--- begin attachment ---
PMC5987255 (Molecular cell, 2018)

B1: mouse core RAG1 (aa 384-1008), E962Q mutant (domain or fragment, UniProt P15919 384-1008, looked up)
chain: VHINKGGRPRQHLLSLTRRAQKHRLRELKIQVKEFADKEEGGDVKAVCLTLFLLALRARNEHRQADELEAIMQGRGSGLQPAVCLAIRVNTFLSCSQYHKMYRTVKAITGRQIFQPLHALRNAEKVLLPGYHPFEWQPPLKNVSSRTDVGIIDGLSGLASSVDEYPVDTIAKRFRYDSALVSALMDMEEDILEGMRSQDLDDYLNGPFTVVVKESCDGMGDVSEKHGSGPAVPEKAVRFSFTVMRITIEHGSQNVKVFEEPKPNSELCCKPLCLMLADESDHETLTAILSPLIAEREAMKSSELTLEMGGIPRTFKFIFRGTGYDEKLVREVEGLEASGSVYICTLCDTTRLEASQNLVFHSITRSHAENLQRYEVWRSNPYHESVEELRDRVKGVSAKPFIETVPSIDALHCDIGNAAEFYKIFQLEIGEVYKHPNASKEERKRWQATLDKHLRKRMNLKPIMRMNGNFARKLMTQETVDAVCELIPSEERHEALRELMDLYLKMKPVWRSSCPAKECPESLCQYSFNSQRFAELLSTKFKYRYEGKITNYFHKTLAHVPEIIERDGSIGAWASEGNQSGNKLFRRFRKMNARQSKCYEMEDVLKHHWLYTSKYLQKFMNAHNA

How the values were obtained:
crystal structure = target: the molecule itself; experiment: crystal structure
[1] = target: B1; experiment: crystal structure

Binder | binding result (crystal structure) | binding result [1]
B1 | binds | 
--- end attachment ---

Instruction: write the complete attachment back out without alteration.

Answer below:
PMC5987255 (Molecular cell, 2018)

B1: mouse core RAG1 (aa 384-1008), E962Q mutant (domain or fragment, UniProt P15919 384-1008, looked up)
chain: VHINKGGRPRQHLLSLTRRAQKHRLRELKIQVKEFADKEEGGDVKAVCLTLFLLALRARNEHRQADELEAIMQGRGSGLQPAVCLAIRVNTFLSCSQYHKMYRTVKAITGRQIFQPLHALRNAEKVLLPGYHPFEWQPPLKNVSSRTDVGIIDGLSGLASSVDEYPVDTIAKRFRYDSALVSALMDMEEDILEGMRSQDLDDYLNGPFTVVVKESCDGMGDVSEKHGSGPAVPEKAVRFSFTVMRITIEHGSQNVKVFEEPKPNSELCCKPLCLMLADESDHETLTAILSPLIAEREAMKSSELTLEMGGIPRTFKFIFRGTGYDEKLVREVEGLEASGSVYICTLCDTTRLEASQNLVFHSITRSHAENLQRYEVWRSNPYHESVEELRDRVKGVSAKPFIETVPSIDALHCDIGNAAEFYKIFQLEIGEVYKHPNASKEERKRWQATLDKHLRKRMNLKPIMRMNGNFARKLMTQETVDAVCELIPSEERHEALRELMDLYLKMKPVWRSSCPAKECPESLCQYSFNSQRFAELLSTKFKYRYEGKITNYFHKTLAHVPEIIERDGSIGAWASEGNQSGNKLFRRFRKMNARQSKCYEMEDVLKHHWLYTSKYLQKFMNAHNA

How the values were obtained:
crystal structure = target: the molecule itself; experiment: crystal structure
[1] = target: B1; experiment: crystal structure

Binder | binding result (crystal structure) | binding result [1]
B1 | binds | 